How Constant Are Your Constants in .NET

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Code Complete 2 Back in the day when I was a wet behind the ears developer a coworker gave me some sage advice. He told me that if I wanted to become a good developer, I need to read the bible. He was of course referring to Code Complete, the bible of software construction. When I was promoted to manager, I made it required reading for developers. Several years later, I’m reading through the second edition savoring every page like a fine glass of sake.

This time around, I have a lot more experience to provide context to what I’m reading. Around page 270 (Chapter 11 end of section 2) I came across McConnel’s recommendations about the use of constants and it got me thinking about how appropriate that advice is in the world of .NET.

McConnel discusses good and bad names for constants. An example of a poor name for a constant is FIVE. If you needed to change it to another value, it wouldn’t make any sense (const int FIVE = 6;). Instead choose a name that represents the abstract entity the constant represents. For example, CYCLES_NEEDED.

Another bad example he presents is BAKERS_DOZEN which he states would be better named as DONUTS_MAX.

Although I agree with him in principle, his advice might need to be modified in light of how constants are handled in .NET. For example, CYCLES_NEEDED probably shouldn’t be a constant if you think you might change the value later. Secondly, BAKERS_DOZEN might be a fine constant since it’s a value that will never change.

This boils down to a semantic issue. What exactly is a constant? Is it simply a variable with a value set at compile time often used to consolidate a setting in one place? Or is it a variable that holds a value that never changes, not even from build to build?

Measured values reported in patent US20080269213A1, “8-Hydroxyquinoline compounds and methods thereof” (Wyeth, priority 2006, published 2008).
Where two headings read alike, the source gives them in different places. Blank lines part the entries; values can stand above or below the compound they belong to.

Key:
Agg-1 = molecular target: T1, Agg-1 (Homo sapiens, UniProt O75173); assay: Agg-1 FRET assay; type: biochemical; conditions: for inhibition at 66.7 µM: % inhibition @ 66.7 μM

Well the answer of course is "it depends". When you look at .NET however, it seems to favor the latter behavior. Suppose you’re building a class library that contains a public constant like so:

public class Library
{
    public const int CYCLES_NEEDED = 5;
}

And you build an application that references this assembly and makes use of the constant like so.

class MyApp
{
    /// 
    /// The main entry point for the application.
    /// 
    [STAThread]
    static void Main(string[] args)
    {
        for(int i = 0; i < Library.CYCLES_NEEDED; i++)
        {
            //Do meaningful work...
            Console.WriteLine(i);
        }
    }
}

If you compile and run this simple program, the console will output the numbers 0 through 4 as you would expect. Yes, this is a complicated program. The result of many years of experience.

Now suppose it’s several weeks later and your boss storms into your office. The company is bleeding cash and he wants you to up the cycles to 6 to increase profit. "Why that’s simple" you say to yourself.

"I’ll just change the value of CYCLES_NEEDED, recompile my library assembly, and deploy the dll without touching the exe so that the downtime is minimized. I’m such a genius!"

So what happens when you do that? You get the same output as before.

Huh?

When one assembly references a constant in another assembly, the compiler will embed the value of that constant into the assembly. For example, using Reflector to decompile the sophisticated console app presented above, the Main method is compiled as:

[STAThread]
private static void Main(string[] args)
{
    for (int num1 = 0; num1 < 5; num1++)
    {
        Console.WriteLine(num1);
    }
}

So as you can see, in order to change the value of the constant, both the library and the consumer of the library have to be recompiled to reflect the change with the constant. If we anticipate that CYCLES_NEEDED might ever change, it would be better to make this a public static read only variable as such:

public class Library
{
    public static readonly int CYCLES_NEEDED = 5;
}

Now should you deploy a change to the value of CYCLES_NEEDED, the console application will pick up the change without needing to recompile it. This is especially important in cases where it’s much easier to deploy a dll rather than the entire application.

The only drawback to this approach is that the value needs to be obtained at run-time instead of having the value compiled into the app which is a slight performance hint. Well if you’re worried about this, I’d suggest that you’re suffering from a case of premature optimization and you need to go read Rico’s blog where he’ll tell you to measure measure measure. As McConnel states repeatedly in Code Complete, the greatest impediment to performance is most likely to be the overall architecture of your system and not minor code issues.

Of course, if you have full control over your libraries and clients of the libraries, this may not be as big an issue to you. However, if you have several production systems deployed, it's nice to apply patches via deploying the least amount of code as possible.

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